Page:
Day 36: Burlington Settler's Park to Towner - Racpat Northern Tier - CycleBlaze

July 6, 2021

Day 36: Burlington Settler's Park to Towner

Patrick finds more treasures

“I just figured out why we cycle…it’s so you can find treasures at the side of the road,” Rachel jokes as we stop at the Homestead Restaurant in Minot for second breakfast. Patrick has found a set of drill bits, a T-square, and later another ND license plate. All this along with the antlers he found yesterday, lots of things now hanging on the back of his bike until we send a package home.

We are asked by many, why we cycle. For us it’s about connections, meeting people and to stay curious about what we are seeing even when at home. One of our favorite quotes is: “Travel allows you see a thousand lives you might have lived.” While we travel mostly by bike, we first view ourselves as travelers, and the bike is one of many modes of transportation. On other travels, some of our best experiences have been when hitching a ride in a long haul truck in South Africa and listening to Hank Williams, or taking the train in India, or mini bus in Indonesia during Ramadan. What better way to understand our country than by meeting a farmer who went to Mongolia to learn more of prairie management; or talking with a man raised in the area and how the family homesteaded; or the waitress who is from Nez Perce Idaho and moved to small town North Dakota to be with her boyfriend. 

The beauty of the bike though, the scenery is unframed and the cyclist becomes part of the scenery. Cows stare as we pass by, birds take flight, and the little Prairie Dogs turn and run. And you go slow enough to find treasures at the side of the road.

On a slog of day like today, we ask ourselves, why do we cycle? The wind is not our friend, blowing from the Northeast. We weathered a huge storm overnight, all of a sudden the sky opened up and rain poured down. Patrick bolts out of the tent to pull the rainfly over the tent. Even though we are in the shelter the blowing wind sprays water and a hole in the roof drips right next to the tent. Today, we are not in a particular hurry starting out, the wind will do what it does determining our ride and in tandem with the direction of the road. The temperature has cooled down. A drizzle starts then stops, the wide shoulder stops after Surrey until about 10 miles from Towner adding tension to the ride. The mile markers pass slowly, thoughts of “can it only have been a mile since the last one?” With the direction of the road we can see the water tower of Towner and seems so close yet is at least 8 miles away. Mostly it is the long straight road, with “not much to focus on,” Patrick says, that seems to take forever to make any progress.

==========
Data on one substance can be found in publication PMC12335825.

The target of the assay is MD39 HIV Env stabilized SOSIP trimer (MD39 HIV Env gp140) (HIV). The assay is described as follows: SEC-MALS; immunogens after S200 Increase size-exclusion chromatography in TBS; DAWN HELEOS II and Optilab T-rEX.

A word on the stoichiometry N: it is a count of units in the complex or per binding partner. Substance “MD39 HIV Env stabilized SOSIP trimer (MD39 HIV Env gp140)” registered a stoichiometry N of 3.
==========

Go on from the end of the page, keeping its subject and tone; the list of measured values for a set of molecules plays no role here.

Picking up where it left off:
This too is why we cycle: a reminder of what to focus upon. When riding and there is an obstacle on the road, if you focus on the obstacle, you will hit it; the focus needs to be on where you want to go to miss the obstacle. So on a day like today, the focus is just keep pedaling, and tell each other “Let’s Get There.”  Eventually, we do.

We reach Towner about 2pm and set up in the shelter in the city park. Coming into town the Welcome Sign declares Towner to be the Cattle Capital of North Dakota. It’s reasonable to think that the local bar, something Moose, will have good hamburgers, so we walk to the bar for some very good burgers and good bottled beer for dinner.

At the end of the day, we think about the treasure of being able to ride our bikes together.

 

Nice drill bit set found, of course, going up a hill.
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Heart 2 Comment 2
Scott AndersonOh my gosh! Who could pass that up!
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2 months ago
Rachel and Patrick HugensTo Scott AndersonPatrick has collected license plates from everywhere he/we have cycled, now on the ceiling of the remodeled garage/workshop.

He has a good eye to spot his treasures
Rachel
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2 months ago
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Heart 3 Comment 3
Scott AndersonThey look like the best of friends.
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2 months ago
Rachel and Patrick HugensTo Scott AndersonLove it!
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2 months ago
Jeanna & Kerry SmithI think they're cuddling.
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2 months ago
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Heart 2 Comment 1
Bill ShaneyfeltSome of my most used tools are "roadkill." Coins and bungees in abundance. Some, like hammers never got picked up. Screwdrivers and pliers and socket wrenches and so on got left with friends along the way. Part of the joys of cycle touring!
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2 months ago
Towner "old" city hall
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City Park
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Today's ride: 55 miles (89 km)
Total: 1,468 miles (2,363 km)

Rate this entry's writing Heart 4
Comment on this entry Comment 3
Rachael AndersonBeautiful writing! The two of you are amazing!
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2 months ago
Rachel and Patrick HugensThanks Rachael,
We think the same of you guys.
R
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2 months ago
Jeff ArnimThis is my favorite entry so far; I've come back to re-read it three times already. It makes me want to load up some panniers, throw the kid in the trailer, and head to the Great Plains!
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2 months ago